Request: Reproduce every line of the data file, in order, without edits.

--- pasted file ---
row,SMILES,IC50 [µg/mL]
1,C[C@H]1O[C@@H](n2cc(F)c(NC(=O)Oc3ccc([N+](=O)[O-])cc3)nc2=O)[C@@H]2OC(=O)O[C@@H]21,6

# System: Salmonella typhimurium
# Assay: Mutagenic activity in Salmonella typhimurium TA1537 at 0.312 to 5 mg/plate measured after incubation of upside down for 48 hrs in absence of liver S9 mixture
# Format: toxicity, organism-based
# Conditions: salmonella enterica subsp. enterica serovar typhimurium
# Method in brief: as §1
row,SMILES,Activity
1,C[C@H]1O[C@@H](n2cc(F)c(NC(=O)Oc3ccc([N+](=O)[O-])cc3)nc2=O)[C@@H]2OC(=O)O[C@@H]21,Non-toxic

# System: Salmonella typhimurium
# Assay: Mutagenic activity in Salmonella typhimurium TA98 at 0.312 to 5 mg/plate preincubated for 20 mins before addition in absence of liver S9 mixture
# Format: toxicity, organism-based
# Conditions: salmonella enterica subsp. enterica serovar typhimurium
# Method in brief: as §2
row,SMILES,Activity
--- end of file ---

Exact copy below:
row,SMILES,IC50 [µg/mL]
1,C[C@H]1O[C@@H](n2cc(F)c(NC(=O)Oc3ccc([N+](=O)[O-])cc3)nc2=O)[C@@H]2OC(=O)O[C@@H]21,6

# System: Salmonella typhimurium
# Assay: Mutagenic activity in Salmonella typhimurium TA1537 at 0.312 to 5 mg/plate measured after incubation of upside down for 48 hrs in absence of liver S9 mixture
# Format: toxicity, organism-based
# Conditions: salmonella enterica subsp. enterica serovar typhimurium
# Method in brief: as §1
row,SMILES,Activity
1,C[C@H]1O[C@@H](n2cc(F)c(NC(=O)Oc3ccc([N+](=O)[O-])cc3)nc2=O)[C@@H]2OC(=O)O[C@@H]21,Non-toxic

# System: Salmonella typhimurium
# Assay: Mutagenic activity in Salmonella typhimurium TA98 at 0.312 to 5 mg/plate preincubated for 20 mins before addition in absence of liver S9 mixture
# Format: toxicity, organism-based
# Conditions: salmonella enterica subsp. enterica serovar typhimurium
# Method in brief: as §2
row,SMILES,Activity